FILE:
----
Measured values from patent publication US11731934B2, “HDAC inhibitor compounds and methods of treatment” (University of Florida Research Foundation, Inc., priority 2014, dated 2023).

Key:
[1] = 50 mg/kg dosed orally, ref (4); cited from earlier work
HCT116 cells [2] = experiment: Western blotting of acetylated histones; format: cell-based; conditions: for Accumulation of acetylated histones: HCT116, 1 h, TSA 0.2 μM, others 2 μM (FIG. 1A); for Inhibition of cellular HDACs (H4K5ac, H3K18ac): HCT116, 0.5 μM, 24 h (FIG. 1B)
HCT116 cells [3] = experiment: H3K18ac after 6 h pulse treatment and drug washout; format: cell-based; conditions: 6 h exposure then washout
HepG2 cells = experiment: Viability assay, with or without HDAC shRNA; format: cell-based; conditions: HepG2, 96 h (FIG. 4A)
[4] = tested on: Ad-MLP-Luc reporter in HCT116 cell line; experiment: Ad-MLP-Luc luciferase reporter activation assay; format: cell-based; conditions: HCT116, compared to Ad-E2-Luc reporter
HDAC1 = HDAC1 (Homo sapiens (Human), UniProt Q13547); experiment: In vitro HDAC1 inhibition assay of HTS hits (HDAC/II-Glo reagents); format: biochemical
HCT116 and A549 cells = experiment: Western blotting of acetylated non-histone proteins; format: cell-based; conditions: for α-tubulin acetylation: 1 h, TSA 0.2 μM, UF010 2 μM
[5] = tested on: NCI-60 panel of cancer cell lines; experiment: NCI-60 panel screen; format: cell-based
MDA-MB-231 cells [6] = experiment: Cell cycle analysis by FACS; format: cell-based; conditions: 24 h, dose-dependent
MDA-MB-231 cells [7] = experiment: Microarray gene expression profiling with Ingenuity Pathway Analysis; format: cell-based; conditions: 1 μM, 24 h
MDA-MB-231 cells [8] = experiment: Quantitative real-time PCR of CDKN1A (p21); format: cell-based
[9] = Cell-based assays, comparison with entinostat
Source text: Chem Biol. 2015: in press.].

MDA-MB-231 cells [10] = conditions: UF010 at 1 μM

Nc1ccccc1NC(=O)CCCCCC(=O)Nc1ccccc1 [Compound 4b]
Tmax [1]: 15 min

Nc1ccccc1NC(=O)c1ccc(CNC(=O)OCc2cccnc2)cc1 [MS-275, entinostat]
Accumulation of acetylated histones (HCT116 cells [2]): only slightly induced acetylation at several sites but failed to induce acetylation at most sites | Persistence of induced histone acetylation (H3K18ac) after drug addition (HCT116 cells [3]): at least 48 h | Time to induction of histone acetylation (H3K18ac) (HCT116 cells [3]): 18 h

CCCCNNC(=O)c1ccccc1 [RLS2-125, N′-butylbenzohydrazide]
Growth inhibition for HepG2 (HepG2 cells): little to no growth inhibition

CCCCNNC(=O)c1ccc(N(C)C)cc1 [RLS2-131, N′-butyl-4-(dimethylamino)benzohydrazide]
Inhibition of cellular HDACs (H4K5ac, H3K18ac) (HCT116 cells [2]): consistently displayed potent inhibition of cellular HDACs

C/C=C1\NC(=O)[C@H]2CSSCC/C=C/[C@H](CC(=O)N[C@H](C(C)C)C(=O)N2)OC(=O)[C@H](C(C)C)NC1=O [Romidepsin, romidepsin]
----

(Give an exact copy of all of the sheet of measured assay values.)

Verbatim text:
Measured values from patent publication US11731934B2, “HDAC inhibitor compounds and methods of treatment” (University of Florida Research Foundation, Inc., priority 2014, dated 2023).

Key:
[1] = 50 mg/kg dosed orally, ref (4); cited from earlier work
HCT116 cells [2] = experiment: Western blotting of acetylated histones; format: cell-based; conditions: for Accumulation of acetylated histones: HCT116, 1 h, TSA 0.2 μM, others 2 μM (FIG. 1A); for Inhibition of cellular HDACs (H4K5ac, H3K18ac): HCT116, 0.5 μM, 24 h (FIG. 1B)
HCT116 cells [3] = experiment: H3K18ac after 6 h pulse treatment and drug washout; format: cell-based; conditions: 6 h exposure then washout
HepG2 cells = experiment: Viability assay, with or without HDAC shRNA; format: cell-based; conditions: HepG2, 96 h (FIG. 4A)
[4] = tested on: Ad-MLP-Luc reporter in HCT116 cell line; experiment: Ad-MLP-Luc luciferase reporter activation assay; format: cell-based; conditions: HCT116, compared to Ad-E2-Luc reporter
HDAC1 = HDAC1 (Homo sapiens (Human), UniProt Q13547); experiment: In vitro HDAC1 inhibition assay of HTS hits (HDAC/II-Glo reagents); format: biochemical
HCT116 and A549 cells = experiment: Western blotting of acetylated non-histone proteins; format: cell-based; conditions: for α-tubulin acetylation: 1 h, TSA 0.2 μM, UF010 2 μM
[5] = tested on: NCI-60 panel of cancer cell lines; experiment: NCI-60 panel screen; format: cell-based
MDA-MB-231 cells [6] = experiment: Cell cycle analysis by FACS; format: cell-based; conditions: 24 h, dose-dependent
MDA-MB-231 cells [7] = experiment: Microarray gene expression profiling with Ingenuity Pathway Analysis; format: cell-based; conditions: 1 μM, 24 h
MDA-MB-231 cells [8] = experiment: Quantitative real-time PCR of CDKN1A (p21); format: cell-based
[9] = Cell-based assays, comparison with entinostat
Source text: Chem Biol. 2015: in press.].

MDA-MB-231 cells [10] = conditions: UF010 at 1 μM

Nc1ccccc1NC(=O)CCCCCC(=O)Nc1ccccc1 [Compound 4b]
Tmax [1]: 15 min

Nc1ccccc1NC(=O)c1ccc(CNC(=O)OCc2cccnc2)cc1 [MS-275, entinostat]
Accumulation of acetylated histones (HCT116 cells [2]): only slightly induced acetylation at several sites but failed to induce acetylation at most sites | Persistence of induced histone acetylation (H3K18ac) after drug addition (HCT116 cells [3]): at least 48 h | Time to induction of histone acetylation (H3K18ac) (HCT116 cells [3]): 18 h

CCCCNNC(=O)c1ccccc1 [RLS2-125, N′-butylbenzohydrazide]
Growth inhibition for HepG2 (HepG2 cells): little to no growth inhibition

CCCCNNC(=O)c1ccc(N(C)C)cc1 [RLS2-131, N′-butyl-4-(dimethylamino)benzohydrazide]
Inhibition of cellular HDACs (H4K5ac, H3K18ac) (HCT116 cells [2]): consistently displayed potent inhibition of cellular HDACs

C/C=C1\NC(=O)[C@H]2CSSCC/C=C/[C@H](CC(=O)N[C@H](C(C)C)C(=O)N2)OC(=O)[C@H](C(C)C)NC1=O [Romidepsin, romidepsin]